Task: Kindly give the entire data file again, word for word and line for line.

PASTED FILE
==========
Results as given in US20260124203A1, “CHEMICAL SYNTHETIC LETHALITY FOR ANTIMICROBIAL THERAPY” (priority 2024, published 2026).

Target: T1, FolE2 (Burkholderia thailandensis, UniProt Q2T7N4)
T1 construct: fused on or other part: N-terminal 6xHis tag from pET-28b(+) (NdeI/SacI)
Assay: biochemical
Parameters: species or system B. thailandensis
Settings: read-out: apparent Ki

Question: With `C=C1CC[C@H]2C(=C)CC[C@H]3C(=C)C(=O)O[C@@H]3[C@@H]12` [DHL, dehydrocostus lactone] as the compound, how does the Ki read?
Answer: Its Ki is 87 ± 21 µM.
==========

Results as given in US20260124203A1, “CHEMICAL SYNTHETIC LETHALITY FOR ANTIMICROBIAL THERAPY” (priority 2024, published 2026).

Target: T1, FolE2 (Burkholderia thailandensis, UniProt Q2T7N4)
T1 construct: fused on or other part: N-terminal 6xHis tag from pET-28b(+) (NdeI/SacI)
Assay: biochemical
Parameters: species or system B. thailandensis
Settings: read-out: apparent Ki

Question: With `C=C1CC[C@H]2C(=C)CC[C@H]3C(=C)C(=O)O[C@@H]3[C@@H]12` [DHL, dehydrocostus lactone] as the compound, how does the Ki read?
Answer: Its Ki is 87 ± 21 µM.